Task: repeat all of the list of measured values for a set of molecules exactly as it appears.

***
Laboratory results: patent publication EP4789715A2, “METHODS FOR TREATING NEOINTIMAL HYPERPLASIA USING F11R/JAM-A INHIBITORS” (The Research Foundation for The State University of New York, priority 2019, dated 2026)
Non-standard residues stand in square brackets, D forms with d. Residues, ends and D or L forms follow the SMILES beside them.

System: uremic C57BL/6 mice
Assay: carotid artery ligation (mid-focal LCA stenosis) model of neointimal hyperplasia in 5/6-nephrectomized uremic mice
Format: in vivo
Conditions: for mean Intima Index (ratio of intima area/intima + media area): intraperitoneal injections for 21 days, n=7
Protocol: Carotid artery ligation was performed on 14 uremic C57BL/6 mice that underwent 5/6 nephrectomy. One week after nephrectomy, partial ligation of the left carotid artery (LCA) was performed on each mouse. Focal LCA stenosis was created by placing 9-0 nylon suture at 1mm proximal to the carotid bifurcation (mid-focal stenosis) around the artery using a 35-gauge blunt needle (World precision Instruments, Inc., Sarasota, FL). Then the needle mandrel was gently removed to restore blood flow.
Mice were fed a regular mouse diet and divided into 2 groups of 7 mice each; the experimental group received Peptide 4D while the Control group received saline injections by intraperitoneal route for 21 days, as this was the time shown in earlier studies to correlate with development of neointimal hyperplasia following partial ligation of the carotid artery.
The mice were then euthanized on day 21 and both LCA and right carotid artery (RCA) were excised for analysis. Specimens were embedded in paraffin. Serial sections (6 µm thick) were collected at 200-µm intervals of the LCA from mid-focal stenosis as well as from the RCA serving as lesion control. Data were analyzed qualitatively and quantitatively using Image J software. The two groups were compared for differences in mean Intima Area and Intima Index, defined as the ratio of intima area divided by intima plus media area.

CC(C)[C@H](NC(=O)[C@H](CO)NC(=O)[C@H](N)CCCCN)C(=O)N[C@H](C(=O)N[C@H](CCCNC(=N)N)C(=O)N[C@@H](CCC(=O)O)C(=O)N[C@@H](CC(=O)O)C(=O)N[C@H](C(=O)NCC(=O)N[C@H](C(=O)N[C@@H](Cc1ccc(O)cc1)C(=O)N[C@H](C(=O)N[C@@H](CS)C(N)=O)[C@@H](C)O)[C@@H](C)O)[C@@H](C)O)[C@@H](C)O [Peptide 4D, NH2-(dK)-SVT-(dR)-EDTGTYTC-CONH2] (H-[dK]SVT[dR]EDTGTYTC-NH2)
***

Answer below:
Laboratory results: patent publication EP4789715A2, “METHODS FOR TREATING NEOINTIMAL HYPERPLASIA USING F11R/JAM-A INHIBITORS” (The Research Foundation for The State University of New York, priority 2019, dated 2026)
Non-standard residues stand in square brackets, D forms with d. Residues, ends and D or L forms follow the SMILES beside them.

System: uremic C57BL/6 mice
Assay: carotid artery ligation (mid-focal LCA stenosis) model of neointimal hyperplasia in 5/6-nephrectomized uremic mice
Format: in vivo
Conditions: for mean Intima Index (ratio of intima area/intima + media area): intraperitoneal injections for 21 days, n=7
Protocol: Carotid artery ligation was performed on 14 uremic C57BL/6 mice that underwent 5/6 nephrectomy. One week after nephrectomy, partial ligation of the left carotid artery (LCA) was performed on each mouse. Focal LCA stenosis was created by placing 9-0 nylon suture at 1mm proximal to the carotid bifurcation (mid-focal stenosis) around the artery using a 35-gauge blunt needle (World precision Instruments, Inc., Sarasota, FL). Then the needle mandrel was gently removed to restore blood flow.
Mice were fed a regular mouse diet and divided into 2 groups of 7 mice each; the experimental group received Peptide 4D while the Control group received saline injections by intraperitoneal route for 21 days, as this was the time shown in earlier studies to correlate with development of neointimal hyperplasia following partial ligation of the carotid artery.
The mice were then euthanized on day 21 and both LCA and right carotid artery (RCA) were excised for analysis. Specimens were embedded in paraffin. Serial sections (6 µm thick) were collected at 200-µm intervals of the LCA from mid-focal stenosis as well as from the RCA serving as lesion control. Data were analyzed qualitatively and quantitatively using Image J software. The two groups were compared for differences in mean Intima Area and Intima Index, defined as the ratio of intima area divided by intima plus media area.

CC(C)[C@H](NC(=O)[C@H](CO)NC(=O)[C@H](N)CCCCN)C(=O)N[C@H](C(=O)N[C@H](CCCNC(=N)N)C(=O)N[C@@H](CCC(=O)O)C(=O)N[C@@H](CC(=O)O)C(=O)N[C@H](C(=O)NCC(=O)N[C@H](C(=O)N[C@@H](Cc1ccc(O)cc1)C(=O)N[C@H](C(=O)N[C@@H](CS)C(N)=O)[C@@H](C)O)[C@@H](C)O)[C@@H](C)O)[C@@H](C)O [Peptide 4D, NH2-(dK)-SVT-(dR)-EDTGTYTC-CONH2] (H-[dK]SVT[dR]EDTGTYTC-NH2)